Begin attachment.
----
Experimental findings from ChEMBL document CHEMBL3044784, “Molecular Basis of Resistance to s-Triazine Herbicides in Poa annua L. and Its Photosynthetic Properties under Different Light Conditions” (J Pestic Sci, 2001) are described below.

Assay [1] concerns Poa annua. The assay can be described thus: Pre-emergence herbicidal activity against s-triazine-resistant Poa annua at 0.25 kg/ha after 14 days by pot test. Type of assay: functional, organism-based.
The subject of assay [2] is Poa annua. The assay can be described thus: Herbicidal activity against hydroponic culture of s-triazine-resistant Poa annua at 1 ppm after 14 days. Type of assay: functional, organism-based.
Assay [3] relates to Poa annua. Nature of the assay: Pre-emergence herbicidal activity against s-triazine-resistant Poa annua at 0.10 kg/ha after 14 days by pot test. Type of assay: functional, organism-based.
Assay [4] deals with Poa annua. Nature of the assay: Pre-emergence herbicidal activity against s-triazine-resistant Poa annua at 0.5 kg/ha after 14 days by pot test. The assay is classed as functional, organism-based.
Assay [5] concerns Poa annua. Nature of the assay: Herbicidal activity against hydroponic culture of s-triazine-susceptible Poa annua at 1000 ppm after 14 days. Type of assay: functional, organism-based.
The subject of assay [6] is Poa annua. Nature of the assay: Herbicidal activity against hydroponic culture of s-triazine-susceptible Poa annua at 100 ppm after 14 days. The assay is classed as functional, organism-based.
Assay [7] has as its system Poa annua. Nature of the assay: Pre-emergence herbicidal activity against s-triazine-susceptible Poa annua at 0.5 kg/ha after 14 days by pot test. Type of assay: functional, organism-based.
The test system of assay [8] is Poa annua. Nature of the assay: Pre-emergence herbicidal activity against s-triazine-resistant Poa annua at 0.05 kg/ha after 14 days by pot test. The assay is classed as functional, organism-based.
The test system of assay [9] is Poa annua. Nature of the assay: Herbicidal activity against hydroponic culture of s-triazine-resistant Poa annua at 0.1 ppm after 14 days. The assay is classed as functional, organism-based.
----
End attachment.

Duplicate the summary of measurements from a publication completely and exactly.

Experimental findings from ChEMBL document CHEMBL3044784, “Molecular Basis of Resistance to s-Triazine Herbicides in Poa annua L. and Its Photosynthetic Properties under Different Light Conditions” (J Pestic Sci, 2001) are described below.

Assay [1] concerns Poa annua. The assay can be described thus: Pre-emergence herbicidal activity against s-triazine-resistant Poa annua at 0.25 kg/ha after 14 days by pot test. Type of assay: functional, organism-based.
The subject of assay [2] is Poa annua. The assay can be described thus: Herbicidal activity against hydroponic culture of s-triazine-resistant Poa annua at 1 ppm after 14 days. Type of assay: functional, organism-based.
Assay [3] relates to Poa annua. Nature of the assay: Pre-emergence herbicidal activity against s-triazine-resistant Poa annua at 0.10 kg/ha after 14 days by pot test. Type of assay: functional, organism-based.
Assay [4] deals with Poa annua. Nature of the assay: Pre-emergence herbicidal activity against s-triazine-resistant Poa annua at 0.5 kg/ha after 14 days by pot test. The assay is classed as functional, organism-based.
Assay [5] concerns Poa annua. Nature of the assay: Herbicidal activity against hydroponic culture of s-triazine-susceptible Poa annua at 1000 ppm after 14 days. Type of assay: functional, organism-based.
The subject of assay [6] is Poa annua. Nature of the assay: Herbicidal activity against hydroponic culture of s-triazine-susceptible Poa annua at 100 ppm after 14 days. The assay is classed as functional, organism-based.
Assay [7] has as its system Poa annua. Nature of the assay: Pre-emergence herbicidal activity against s-triazine-susceptible Poa annua at 0.5 kg/ha after 14 days by pot test. Type of assay: functional, organism-based.
The test system of assay [8] is Poa annua. Nature of the assay: Pre-emergence herbicidal activity against s-triazine-resistant Poa annua at 0.05 kg/ha after 14 days by pot test. The assay is classed as functional, organism-based.
The test system of assay [9] is Poa annua. Nature of the assay: Herbicidal activity against hydroponic culture of s-triazine-resistant Poa annua at 0.1 ppm after 14 days. The assay is classed as functional, organism-based.